Tiger Woods’ presence on tour’s policy board ‘has been felt already,’ according to Rory McIlroy

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ATLANTA — In 130 days, the landscape of professional golf’s two major tours could look drastically different. That’s if a framework agreement between the PGA Tour, DP World Tour and Saudi Arabia’s Public Investment Fund goes through on Dec. 31, which commissioner Jay Monahan is confident it will. But those changes will at least have been approved by Tiger Woods, according to fellow policy board member Rory McIlroy.

On June 6, the PGA Tour entered into a framework deal with the Saudi sovereign fund, which finances LIV Golf, to immediately drop litigation between the two parties and create a new for-profit company, called PGA Tour Enterprises, in which the PIF will be a minority investor. The deal’s Dec. 31 deadline can be extended.

On Wednesday at the Tour Championship, McIlroy was asked what Woods’ involvement had been in the three weeks since he was appointed a player director on the policy board for the first time in his 27 years on the PGA Tour.

The Northern Irishman’s answer was crystal clear: 82-time PGA Tour winner Woods will be central to all discussions.

“Tiger being on the board, I think it’s meaningful that he’s on it, that he’s engaged,” McIlroy said. “He’s certainly been spending more time on it than I have. He’s been talking to some people. He’s been talking to a lot of people. He’s really engaged in just trying to get the best outcome for the players on the PGA Tour. I think his difference has been felt already. His presence on there will only continue to grow as we head towards that December 31st deadline.”

That presence is seen as striking a balance between the tour potentially accepting enormous invest from the PIF—which has invested over $2 billion into LIV as well as other sports such as its purchase of English soccer team Newcastle F.C.—and maintaining the integrity of a U.S. circuit Woods helped build. Before Woods was appointed, 41 tour players, including McIlroy, Scottie Scheffler and Jon Rahm, sent a letter to commissioner Jay endorsing Woods as a sixth player representative on the board.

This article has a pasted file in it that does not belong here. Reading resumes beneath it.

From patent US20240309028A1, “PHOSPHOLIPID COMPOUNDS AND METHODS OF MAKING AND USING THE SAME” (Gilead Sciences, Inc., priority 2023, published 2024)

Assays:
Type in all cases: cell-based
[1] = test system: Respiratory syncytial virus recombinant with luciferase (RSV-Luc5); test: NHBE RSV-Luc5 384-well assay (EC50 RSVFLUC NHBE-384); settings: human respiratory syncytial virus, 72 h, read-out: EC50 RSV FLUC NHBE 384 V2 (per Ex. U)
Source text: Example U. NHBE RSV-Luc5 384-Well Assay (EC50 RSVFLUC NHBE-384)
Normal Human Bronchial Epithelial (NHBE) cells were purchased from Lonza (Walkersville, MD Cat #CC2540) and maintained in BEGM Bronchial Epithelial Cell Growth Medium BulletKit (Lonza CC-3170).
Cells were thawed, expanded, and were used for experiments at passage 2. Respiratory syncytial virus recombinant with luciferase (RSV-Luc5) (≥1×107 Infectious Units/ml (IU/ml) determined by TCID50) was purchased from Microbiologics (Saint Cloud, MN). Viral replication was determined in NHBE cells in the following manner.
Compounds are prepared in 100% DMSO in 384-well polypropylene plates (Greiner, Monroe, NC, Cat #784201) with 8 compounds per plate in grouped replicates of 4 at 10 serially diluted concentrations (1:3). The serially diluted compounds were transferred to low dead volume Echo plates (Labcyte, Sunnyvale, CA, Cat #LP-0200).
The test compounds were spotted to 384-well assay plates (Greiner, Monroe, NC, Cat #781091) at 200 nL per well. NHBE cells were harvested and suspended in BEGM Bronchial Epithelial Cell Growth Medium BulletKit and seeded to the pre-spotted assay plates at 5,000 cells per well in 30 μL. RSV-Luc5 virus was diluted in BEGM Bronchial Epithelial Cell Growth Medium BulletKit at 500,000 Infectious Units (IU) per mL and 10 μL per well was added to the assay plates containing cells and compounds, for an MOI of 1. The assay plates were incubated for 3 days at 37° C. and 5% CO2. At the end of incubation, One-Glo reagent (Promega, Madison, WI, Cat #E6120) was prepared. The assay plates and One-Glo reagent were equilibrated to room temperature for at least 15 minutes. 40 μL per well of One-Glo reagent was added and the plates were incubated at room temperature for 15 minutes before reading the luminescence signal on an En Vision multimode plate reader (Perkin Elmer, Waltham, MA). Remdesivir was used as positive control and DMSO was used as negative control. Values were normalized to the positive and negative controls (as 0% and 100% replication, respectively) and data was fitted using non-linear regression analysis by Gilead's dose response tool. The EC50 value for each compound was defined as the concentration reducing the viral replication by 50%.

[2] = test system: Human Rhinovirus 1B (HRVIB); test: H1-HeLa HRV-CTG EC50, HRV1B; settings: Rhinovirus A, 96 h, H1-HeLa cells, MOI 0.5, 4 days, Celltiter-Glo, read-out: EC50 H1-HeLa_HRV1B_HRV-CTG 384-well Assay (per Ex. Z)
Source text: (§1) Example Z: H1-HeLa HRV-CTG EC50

Woods has been a staunch opponent to LIV Golf, and its 48-player roster that includes recent major winners like Brooks Koepka, Cameron Smith and Dustin Johnson. The league also features 54-hole tournaments and shotgun starts.

“What these players are doing for guaranteed money, what is the incentive to practice?” Woods asked at the 150th Open at St. Andrews last year. “What is the incentive to go out there and earn it in the dirt? You’re just getting paid a lot of money up front and playing a few events and playing 54 holes.”

Woods joining the policy board also takes enormous strain off McIlroy, who last year was the PGA Tour’s unofficial spokesperson in its feud with LIV. He was publicly outspoken against LIV in interviews, while attending countless meetings behind closed doors. All the while, he managed to win three PGA Tour events, including the Tour Championship and FedEx Cup, as well as finish in the top eight in all four majors.

This year, McIlroy is more relaxed. Ranked No. 3 in the FedEx Cup, he’ll begin Thursday’s first round at seven under par and three shots back of FedEx leader Scottie Scheffler per the staggered scoring system.

“I remember this time last year being on a board call at 7.30 a.m. in the morning on the Tuesday trying to get all that stuff ratified,” McIlroy, who has won the FedEx Cup a record three times, said Wednesday. “I’ve been able to focus a little bit more just on golf and my game. [I was] even able to take two days at home [in Florida] between Chicago and here, getting to spend some time with [my] girls. That’s been really nice. I would say everything’s just a little more balanced and a little more calm this year.”

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